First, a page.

Your statement highlights the important of sending notices via certified mail with a signature requirement, so that you have a verifiable paper trail in the event the other party claims you didn't give notice.
When did you give notice? A 30 day notice is typically required in these situations.
Probably not, for at least two reasons.
First, your damages are an integral part of any personal injury lawsuit. Monetize your damages - what is a twisted ankle worth? A hundred bucks? A few hundred, at most? No smart lawyer will put time and effort into your claim when all he or she stands to gain is 1/3 of a hundred bucks.
Second, a broken sidewalk is likely an 'open and obvious' hazard. While businesses have a duty to keep their property in a reasonably safe condition, some...
Monetize your damages. What is a bruise worth? A couple bucks, max? Maybe a hundred? Now think about how much it would cost to simply file a lawsuit - $300-$450 dollars, depending on your county in Ohio and whether you include a jury demand. Its easy to see that it doesn't make financial sense.
I concur with Mr. Esposito's answer - the speed bump in the middle of the road was an open and obvious hazard. Because of its open and obvious nature, you were expected to use caution. It wouldn't hurt to consult with a personal injury attorney - perhaps there are additional facts regarding the scene of the injury, etc., but I remain doubtful that you have a valid cause of action.
File a mechanic's lien at your local county recorder's office.
Another option would be to contact an attorney and have the attorney send a formal payment demand.
Finally, if the amount to be paid for your services was less than $3,000, you can file against the person in your local small claims court.
In Ohio, and many other states, a retail store's security office enjoys what is known as the 'shopkeeper's privilege.' This allows a store to briefly detain a person who it reasonably suspects of shoplifting for the purposes of conducting an investigation. The stop must be made using reasonable force, given the circumstances. While Wal-Mart may or may not have followed their internal protocol for such matters, it appears, based on the limited facts presented, that their search fit the...
Generally speaking, in Ohio a landlord must follow a specific legal process in order to evict a tenant. That process involves giving the tenant proper notice to vacate the property. If the tenant is still residing at the property following the notice, the landlord can file an eviction action the the local court system.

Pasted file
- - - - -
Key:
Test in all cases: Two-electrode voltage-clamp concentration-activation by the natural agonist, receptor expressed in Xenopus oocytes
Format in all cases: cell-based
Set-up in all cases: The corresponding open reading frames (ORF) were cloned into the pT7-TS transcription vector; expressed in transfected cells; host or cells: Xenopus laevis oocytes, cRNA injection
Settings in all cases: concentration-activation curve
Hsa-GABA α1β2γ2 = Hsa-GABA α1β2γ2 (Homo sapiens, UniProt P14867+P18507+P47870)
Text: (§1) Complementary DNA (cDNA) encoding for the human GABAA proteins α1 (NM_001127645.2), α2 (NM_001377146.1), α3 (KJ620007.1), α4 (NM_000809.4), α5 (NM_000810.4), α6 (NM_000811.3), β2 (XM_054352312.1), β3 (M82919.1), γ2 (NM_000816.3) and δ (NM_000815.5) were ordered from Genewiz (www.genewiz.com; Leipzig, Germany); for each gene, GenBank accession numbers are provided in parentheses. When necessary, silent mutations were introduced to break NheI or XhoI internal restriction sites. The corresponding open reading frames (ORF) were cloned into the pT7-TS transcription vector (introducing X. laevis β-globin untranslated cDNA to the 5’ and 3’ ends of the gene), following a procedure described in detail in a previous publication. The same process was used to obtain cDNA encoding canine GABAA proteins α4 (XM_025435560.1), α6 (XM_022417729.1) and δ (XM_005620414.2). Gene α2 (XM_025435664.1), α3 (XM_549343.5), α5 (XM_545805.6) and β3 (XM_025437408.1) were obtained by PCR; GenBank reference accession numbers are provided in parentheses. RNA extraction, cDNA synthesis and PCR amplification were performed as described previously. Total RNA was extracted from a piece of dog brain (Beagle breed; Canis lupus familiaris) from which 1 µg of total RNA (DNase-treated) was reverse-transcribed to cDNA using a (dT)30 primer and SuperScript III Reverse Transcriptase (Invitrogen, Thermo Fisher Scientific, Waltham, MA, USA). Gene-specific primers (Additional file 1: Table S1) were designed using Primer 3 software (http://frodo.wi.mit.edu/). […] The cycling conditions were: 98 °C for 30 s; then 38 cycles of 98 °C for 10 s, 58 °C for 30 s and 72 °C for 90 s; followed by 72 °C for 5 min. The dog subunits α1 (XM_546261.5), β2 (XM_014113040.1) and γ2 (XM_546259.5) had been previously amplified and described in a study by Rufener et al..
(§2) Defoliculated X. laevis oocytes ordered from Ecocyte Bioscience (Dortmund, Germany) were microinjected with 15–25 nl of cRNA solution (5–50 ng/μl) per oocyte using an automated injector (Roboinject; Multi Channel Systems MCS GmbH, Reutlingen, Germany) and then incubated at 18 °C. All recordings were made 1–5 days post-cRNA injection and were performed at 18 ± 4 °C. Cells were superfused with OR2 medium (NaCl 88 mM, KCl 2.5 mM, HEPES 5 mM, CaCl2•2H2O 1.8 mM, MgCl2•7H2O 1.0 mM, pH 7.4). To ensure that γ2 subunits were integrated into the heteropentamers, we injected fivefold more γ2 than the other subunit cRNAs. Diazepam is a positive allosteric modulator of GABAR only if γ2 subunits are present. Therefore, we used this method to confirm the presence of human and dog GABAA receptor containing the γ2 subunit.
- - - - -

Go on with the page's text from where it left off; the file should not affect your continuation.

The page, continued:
Therefore, if you haven't received a 3-day notice of eviction and you haven't been served with notice of a court hearing, your landlord can't *legally* evict you...yet.
I wouldn't ignore the letters, because it's possible that should you refuse to pay WalMart could attempt to press criminal charges against you through your local prosecutor or file a civil lawsuit against you. Because the value of the items you attempted to steal were so low in value, it is less likely they will press charges or sue you than if you stole thousands of dollars worth of merchandise.
Perhaps you could call a telephone number listed on the letters, explain your financial...
I believe you have a valid personal injury claim. In order to receive compensation for your injuries, you should consult with a personal injury attorney.
At this point, it is important for you to document your injuries and the amount of money you are spending on treating those injuries. This will help ensure adequate recovery.
A place of business has a duty to its customers to keep its premises in a reasonably safe condition, inspect for hazards and correct known hazards. An injury...
There is a two year statute of limitations for filing a Workers' Compensation claim. It is important that you consult with an experienced WC attorney. An attorney can help you determine which types of benefits (temporary total, wage loss, permanent partial, etc.) that you may qualify for. Many WC attorneys will review your potential claim at no cost and will represent you based on a percentage of your recovery, if any.